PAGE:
Project manager as generalist

project manager as obsolete

A generalist is someone who has broad general knowledge and skills in several areas. A project management generalist is a practitioner who is able to do all the general tasks in the area of project management. Project professionals who desire to do more than just survive their careers develop skill sets that are broad, deep and applicable to all projects. These skills traditionally include soft skills, technical skills and skills associated with subject matter expertise. In order to achieve project success beyond ‘getting it done,’ on time and under budget, the project management professional had to be proficient in three mutually complementary areas.

The first of these three areas, and perhaps the most neglected, is interpersonal or soft skills. Projects are completed by groups of people working together and the relationships among the individuals working on a project must be conducive to productivity and creativity. No matter how technically aware or knowledgeable a professional is, if he cannot relate to his customer and team members, let alone inspire and energize them, the project will under-perform.

The second of these critical competency areas is Project Management technical skills: risk, scope, procurement, scheduling, budgeting, etc. These skills are basic to the performance of general project management functions and help one earn the credibility needed to influence project team members, their work and decisions. The key to increasing the depth of skills is to look beyond routine practices such as completing templates and begin to treat each project as a unique endeavor to meet a customer’s need. Project managers who treat every project the same risk stagnating as project deliverables and the tools used to create them take on a normalcy that encourages users of the deliverable and even their creators to gloss over the details. The practitioner’s challenge to execute these technical skills shifts from completing the deliverable to its value, its content and its usefulness toward achieving overall project goals faster and cheaper. These difficulties are the result of project managers’ lacking the skills, time or ambition to make deliverables more meaningful and useful to project teams and customers, which results in a decline in the quality of deliverables and the confidence of customers.

The third critical competency area for project management professionals is subject matter expertise. This means understanding customers and their business. In order to be familiar with project needs, the customer’s business context is critical to the generalist who must lead in spite of his lack of authority. This business knowledge or subject matter expertise is critical to generalists who find their shallow authority challenged or even ignored. To drive transformational change, the ability to know what your customer is experiencing and what they want to transform is essential.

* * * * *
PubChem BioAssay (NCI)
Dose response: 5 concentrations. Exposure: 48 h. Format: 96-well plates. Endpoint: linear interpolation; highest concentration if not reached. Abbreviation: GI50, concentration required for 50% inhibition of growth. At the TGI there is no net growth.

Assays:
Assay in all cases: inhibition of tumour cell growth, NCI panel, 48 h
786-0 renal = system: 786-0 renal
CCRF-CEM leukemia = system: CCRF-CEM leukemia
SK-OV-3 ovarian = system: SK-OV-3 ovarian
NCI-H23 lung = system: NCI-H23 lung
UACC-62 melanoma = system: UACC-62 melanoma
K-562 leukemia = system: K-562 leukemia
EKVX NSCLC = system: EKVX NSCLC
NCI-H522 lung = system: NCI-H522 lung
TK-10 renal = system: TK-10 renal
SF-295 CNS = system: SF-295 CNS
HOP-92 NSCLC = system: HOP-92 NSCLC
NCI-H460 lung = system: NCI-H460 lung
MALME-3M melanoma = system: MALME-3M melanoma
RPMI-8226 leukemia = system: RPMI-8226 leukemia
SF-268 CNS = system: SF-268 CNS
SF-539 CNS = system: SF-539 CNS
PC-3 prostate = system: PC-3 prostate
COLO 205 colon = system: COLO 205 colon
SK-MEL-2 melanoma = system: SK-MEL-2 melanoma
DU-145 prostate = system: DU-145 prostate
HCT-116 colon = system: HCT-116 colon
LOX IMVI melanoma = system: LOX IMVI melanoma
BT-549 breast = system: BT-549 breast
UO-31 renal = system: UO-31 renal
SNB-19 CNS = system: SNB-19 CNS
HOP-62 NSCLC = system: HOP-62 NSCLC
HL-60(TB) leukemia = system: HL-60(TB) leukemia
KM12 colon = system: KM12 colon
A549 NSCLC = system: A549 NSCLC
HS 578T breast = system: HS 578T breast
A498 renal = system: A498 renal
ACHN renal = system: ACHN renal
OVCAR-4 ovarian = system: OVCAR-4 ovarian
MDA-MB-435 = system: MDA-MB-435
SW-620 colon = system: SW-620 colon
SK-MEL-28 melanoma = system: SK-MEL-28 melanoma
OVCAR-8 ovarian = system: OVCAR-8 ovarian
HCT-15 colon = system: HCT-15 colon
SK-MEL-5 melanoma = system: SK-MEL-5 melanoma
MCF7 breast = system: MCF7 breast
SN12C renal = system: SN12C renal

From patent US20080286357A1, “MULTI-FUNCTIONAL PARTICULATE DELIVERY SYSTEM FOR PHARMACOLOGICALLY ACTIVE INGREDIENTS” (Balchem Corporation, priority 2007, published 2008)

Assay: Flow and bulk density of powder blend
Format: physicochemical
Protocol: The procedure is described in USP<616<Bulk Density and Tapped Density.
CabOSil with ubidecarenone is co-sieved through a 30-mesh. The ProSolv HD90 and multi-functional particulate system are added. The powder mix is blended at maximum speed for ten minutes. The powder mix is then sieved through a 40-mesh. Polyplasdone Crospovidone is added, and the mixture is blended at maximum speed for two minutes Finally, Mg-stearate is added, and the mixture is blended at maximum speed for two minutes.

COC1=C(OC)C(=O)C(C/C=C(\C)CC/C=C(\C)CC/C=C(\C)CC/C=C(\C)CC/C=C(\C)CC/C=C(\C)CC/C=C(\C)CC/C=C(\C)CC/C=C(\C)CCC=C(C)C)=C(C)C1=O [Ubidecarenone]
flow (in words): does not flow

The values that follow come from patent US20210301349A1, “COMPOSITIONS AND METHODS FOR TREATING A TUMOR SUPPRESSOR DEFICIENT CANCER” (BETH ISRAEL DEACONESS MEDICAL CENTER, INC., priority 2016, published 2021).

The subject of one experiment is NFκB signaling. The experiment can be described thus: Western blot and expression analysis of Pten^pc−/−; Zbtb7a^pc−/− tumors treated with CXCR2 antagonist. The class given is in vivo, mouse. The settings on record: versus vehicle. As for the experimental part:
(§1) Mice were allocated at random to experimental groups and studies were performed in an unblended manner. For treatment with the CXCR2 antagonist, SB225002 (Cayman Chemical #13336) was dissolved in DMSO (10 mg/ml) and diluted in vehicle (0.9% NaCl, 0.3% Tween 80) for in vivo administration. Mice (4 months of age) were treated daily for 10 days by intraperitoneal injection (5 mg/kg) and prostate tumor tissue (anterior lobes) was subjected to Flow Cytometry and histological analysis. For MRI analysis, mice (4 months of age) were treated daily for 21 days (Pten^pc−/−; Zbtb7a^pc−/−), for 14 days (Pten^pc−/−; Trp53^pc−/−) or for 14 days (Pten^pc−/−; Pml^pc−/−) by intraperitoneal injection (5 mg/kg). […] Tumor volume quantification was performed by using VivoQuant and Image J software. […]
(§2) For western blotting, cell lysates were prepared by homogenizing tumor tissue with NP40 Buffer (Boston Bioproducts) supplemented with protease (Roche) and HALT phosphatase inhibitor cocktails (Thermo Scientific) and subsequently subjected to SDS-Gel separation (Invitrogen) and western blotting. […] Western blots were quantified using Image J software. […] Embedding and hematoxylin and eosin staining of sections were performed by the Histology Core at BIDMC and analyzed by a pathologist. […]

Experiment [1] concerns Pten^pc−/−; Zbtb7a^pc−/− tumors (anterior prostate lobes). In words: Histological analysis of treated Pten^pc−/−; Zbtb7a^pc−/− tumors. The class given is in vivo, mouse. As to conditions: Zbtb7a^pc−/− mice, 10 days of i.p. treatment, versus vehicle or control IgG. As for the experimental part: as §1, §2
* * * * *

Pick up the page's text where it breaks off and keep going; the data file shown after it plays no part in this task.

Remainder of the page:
The generalist must be proficient in all three complementary competency areas to successfully manage projects.

Unfortunately, there are several causes of performance dilution of the generalist that are constantly at work in today’s project environment, and project managers, particularly generalists, must be aware of these if they wish to remain in control of their careers. When the environment is heavily standardized, project managers are often left conflicted as to where they will place their loyalties. They are often forced to satisfy requirements for standardization and homogeneous output as defined by the management instead of pursuing the unique needs of the customer. In a rapidly changing environment, this often leads to lower performance and quality of project management services.

Project Managers work in an environment laden with causes of burnout, which occurs whenever energy becomes deficient. One of the leading causes of burnout is stress, “a condition or feeling experienced when a person perceives that demands exceed the personal and social resources the individual is able to mobilize”. (Mind Tools, 1995-2005) Stress has always been rampant in project management, and emerges from both the environment and the project tasks. Environmental stress stems from difficult relationships, sometimes resulting from a lack of soft skills, which are necessary to successfully navigate the conflicts that exist in the project environment. The lack of technical skills or a lack of knowledge of a project’s application area, the sheer volume of work or highly repetitive work, heightened ambiguity and complexity can all raise task stress levels. In short, the project management industry is threatened by performance dilution, as project managers fail to excel at all three components – soft skills, technical skills and subject matter expertise.

The project management generalist is forced to focus on short-term tasks (to keep up with demands) as opposed to long-term customer needs and has little room for personal growth. If performance dilution and the problems inherent in the generalist approach to project manager development are not addressed, the industry faces serious risks as the demands of strategic project and programs overwhelm project managers. Good professionals may be lost to new, more stable and rewarding careers. When the profession loses its best practitioners, service and educational quality will quickly decrease, and customers will find other ways of meeting their project needs. This generalist mentality will have negative performance-related effects on the future of strategic project and program management.

Project Management as a Service